South American import makes for hardy perennial
One of our most beautiful imports into the American plant world is the Princess Lily, which originated on the slopes of South America. They are found in Brazil and the Andes in Chile. The Princess Lilies are a series of plants belonging to the Alstroemeria family. We can consider these beauties hardy perennials. You can find them in pinks, rose, red and lavender shades.
“The Lilies” made their debut in 2001, known for their spectacular and long lasting flowering buds. Their category, Alstroemeria, was named for Swedish researcher Clas Alstroemer. He brought these plants related to the Princess Lily back to Europe in the 18th century. From 1950 onward, the production of cutting-Alstroemeria started in Europe. Florists and gardeners alike loved them for the variety of color options and the long-lasting blooms.
Look for a sunny spot you can water regularly and you will probably be able to keep this Princess contented. They want great soil with great drainage. (The lily is a princess, after all.) Adding fertilizer when you see blooms beginning will boost their energy level. Look for blooms from May until October. The more you pick, by just pulling the stem out of the ground, the more the flowers reproduce.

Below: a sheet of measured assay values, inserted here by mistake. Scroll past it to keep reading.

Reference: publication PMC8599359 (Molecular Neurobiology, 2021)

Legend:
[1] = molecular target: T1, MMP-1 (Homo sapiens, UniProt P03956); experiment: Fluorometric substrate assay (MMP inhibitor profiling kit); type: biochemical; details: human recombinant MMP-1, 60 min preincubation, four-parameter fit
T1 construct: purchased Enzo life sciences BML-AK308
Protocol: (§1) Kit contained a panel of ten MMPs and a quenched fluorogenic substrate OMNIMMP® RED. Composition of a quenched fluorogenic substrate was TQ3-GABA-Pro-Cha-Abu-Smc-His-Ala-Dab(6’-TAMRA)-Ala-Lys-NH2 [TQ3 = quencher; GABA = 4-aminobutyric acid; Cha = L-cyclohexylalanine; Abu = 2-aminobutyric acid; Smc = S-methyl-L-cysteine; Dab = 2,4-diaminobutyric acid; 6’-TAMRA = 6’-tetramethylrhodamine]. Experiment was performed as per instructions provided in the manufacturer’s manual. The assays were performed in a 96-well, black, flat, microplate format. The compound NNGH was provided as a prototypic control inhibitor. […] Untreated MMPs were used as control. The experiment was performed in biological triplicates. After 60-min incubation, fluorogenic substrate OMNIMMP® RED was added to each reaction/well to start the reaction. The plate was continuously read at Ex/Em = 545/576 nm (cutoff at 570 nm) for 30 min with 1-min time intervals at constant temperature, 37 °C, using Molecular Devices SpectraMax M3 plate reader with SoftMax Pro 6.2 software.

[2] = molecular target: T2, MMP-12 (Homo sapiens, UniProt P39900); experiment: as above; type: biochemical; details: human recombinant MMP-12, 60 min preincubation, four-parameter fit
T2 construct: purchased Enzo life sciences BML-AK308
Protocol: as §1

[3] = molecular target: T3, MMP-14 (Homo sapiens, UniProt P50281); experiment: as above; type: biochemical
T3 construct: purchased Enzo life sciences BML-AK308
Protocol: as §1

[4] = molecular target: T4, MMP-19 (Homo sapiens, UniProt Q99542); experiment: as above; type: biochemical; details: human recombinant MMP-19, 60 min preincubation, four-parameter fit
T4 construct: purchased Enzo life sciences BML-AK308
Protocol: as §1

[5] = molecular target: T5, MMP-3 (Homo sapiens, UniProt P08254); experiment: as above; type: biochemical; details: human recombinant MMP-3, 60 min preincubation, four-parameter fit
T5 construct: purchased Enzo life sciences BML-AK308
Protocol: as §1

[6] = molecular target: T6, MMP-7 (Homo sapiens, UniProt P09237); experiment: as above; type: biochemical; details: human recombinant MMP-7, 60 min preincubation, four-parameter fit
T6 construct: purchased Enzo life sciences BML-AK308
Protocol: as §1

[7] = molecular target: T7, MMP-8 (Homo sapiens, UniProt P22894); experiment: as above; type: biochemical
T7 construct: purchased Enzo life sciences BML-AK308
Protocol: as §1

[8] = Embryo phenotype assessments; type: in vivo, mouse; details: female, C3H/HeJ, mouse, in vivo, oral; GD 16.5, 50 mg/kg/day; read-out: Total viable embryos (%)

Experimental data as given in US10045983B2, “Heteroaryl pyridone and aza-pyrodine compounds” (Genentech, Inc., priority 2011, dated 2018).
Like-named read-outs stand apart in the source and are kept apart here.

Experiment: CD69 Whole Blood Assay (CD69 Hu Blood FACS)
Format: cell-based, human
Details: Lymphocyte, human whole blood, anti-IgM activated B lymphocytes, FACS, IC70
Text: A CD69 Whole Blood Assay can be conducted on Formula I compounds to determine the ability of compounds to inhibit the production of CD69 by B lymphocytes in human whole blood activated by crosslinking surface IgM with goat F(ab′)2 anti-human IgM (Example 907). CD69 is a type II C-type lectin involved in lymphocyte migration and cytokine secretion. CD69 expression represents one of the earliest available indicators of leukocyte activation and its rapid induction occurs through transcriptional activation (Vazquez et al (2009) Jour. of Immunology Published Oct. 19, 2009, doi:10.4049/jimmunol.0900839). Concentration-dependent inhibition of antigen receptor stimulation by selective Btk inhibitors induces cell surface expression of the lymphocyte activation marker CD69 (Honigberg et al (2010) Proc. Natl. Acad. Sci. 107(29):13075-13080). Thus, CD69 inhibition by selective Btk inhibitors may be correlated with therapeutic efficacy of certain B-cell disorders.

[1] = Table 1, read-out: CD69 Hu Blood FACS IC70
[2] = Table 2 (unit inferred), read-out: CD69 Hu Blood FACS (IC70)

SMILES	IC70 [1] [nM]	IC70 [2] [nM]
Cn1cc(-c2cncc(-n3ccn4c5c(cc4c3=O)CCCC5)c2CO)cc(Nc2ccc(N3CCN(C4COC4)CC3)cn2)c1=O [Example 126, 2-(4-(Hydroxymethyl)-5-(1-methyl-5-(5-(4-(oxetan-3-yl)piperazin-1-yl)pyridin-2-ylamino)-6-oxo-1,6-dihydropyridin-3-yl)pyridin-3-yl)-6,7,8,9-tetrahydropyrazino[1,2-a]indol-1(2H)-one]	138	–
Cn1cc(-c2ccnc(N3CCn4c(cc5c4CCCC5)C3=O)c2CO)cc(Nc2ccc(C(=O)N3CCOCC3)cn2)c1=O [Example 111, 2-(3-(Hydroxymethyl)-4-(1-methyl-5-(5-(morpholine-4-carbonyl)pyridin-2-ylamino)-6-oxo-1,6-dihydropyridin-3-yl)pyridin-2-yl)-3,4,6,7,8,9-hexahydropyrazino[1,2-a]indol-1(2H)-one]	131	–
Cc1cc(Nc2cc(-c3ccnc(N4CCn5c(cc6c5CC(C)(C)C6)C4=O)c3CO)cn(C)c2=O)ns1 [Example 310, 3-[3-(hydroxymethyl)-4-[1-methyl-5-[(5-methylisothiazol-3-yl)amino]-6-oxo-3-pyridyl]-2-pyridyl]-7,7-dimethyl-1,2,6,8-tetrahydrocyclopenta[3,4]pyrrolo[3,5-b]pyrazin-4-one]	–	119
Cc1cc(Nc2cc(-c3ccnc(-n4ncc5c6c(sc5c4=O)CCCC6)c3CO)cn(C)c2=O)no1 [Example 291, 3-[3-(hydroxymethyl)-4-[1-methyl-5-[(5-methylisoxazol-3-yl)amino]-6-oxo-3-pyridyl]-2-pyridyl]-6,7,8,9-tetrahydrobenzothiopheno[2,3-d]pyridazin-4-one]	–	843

They are popular with gardeners because you can use them in borders, containers and planters, and cut them to bring inside for a vase as well. Two newer Princess Lily varieties you can find are great discoveries. Eliane is the “Sweet Sensation,” known for its profuse flowering with a lot of pink-colored blooms. Amina is the “Orange Power,” with a pure orange color and lots of impressively big flowers. Alstroemeria Inticancha purple is an easy to find “Princess Lily.” It is touted for its impressive foliage and beautiful flowers, which you can expect to see grow rapidly about a foot wide and tall.
To share your gardening news with Joette, call (409) 832-1400. Her e-mail is joreger [at] msn [dot] com.